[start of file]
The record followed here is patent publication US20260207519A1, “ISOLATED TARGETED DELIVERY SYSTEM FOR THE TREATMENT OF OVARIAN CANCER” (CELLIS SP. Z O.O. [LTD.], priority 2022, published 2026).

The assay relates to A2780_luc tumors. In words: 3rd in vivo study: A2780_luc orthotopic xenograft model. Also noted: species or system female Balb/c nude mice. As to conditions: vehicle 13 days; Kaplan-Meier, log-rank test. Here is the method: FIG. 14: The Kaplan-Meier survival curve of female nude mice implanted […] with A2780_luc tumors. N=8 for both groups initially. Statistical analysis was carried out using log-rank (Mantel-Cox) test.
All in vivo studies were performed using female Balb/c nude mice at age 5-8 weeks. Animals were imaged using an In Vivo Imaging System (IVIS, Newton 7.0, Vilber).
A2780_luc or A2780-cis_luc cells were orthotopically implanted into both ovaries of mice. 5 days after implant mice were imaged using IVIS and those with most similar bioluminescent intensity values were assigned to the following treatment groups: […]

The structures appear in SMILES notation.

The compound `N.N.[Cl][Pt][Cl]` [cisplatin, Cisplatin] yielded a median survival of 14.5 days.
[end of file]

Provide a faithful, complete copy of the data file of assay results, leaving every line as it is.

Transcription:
The record followed here is patent publication US20260207519A1, “ISOLATED TARGETED DELIVERY SYSTEM FOR THE TREATMENT OF OVARIAN CANCER” (CELLIS SP. Z O.O. [LTD.], priority 2022, published 2026).

The assay relates to A2780_luc tumors. In words: 3rd in vivo study: A2780_luc orthotopic xenograft model. Also noted: species or system female Balb/c nude mice. As to conditions: vehicle 13 days; Kaplan-Meier, log-rank test. Here is the method: FIG. 14: The Kaplan-Meier survival curve of female nude mice implanted […] with A2780_luc tumors. N=8 for both groups initially. Statistical analysis was carried out using log-rank (Mantel-Cox) test.
All in vivo studies were performed using female Balb/c nude mice at age 5-8 weeks. Animals were imaged using an In Vivo Imaging System (IVIS, Newton 7.0, Vilber).
A2780_luc or A2780-cis_luc cells were orthotopically implanted into both ovaries of mice. 5 days after implant mice were imaged using IVIS and those with most similar bioluminescent intensity values were assigned to the following treatment groups: […]

The structures appear in SMILES notation.

The compound `N.N.[Cl][Pt][Cl]` [cisplatin, Cisplatin] yielded a median survival of 14.5 days.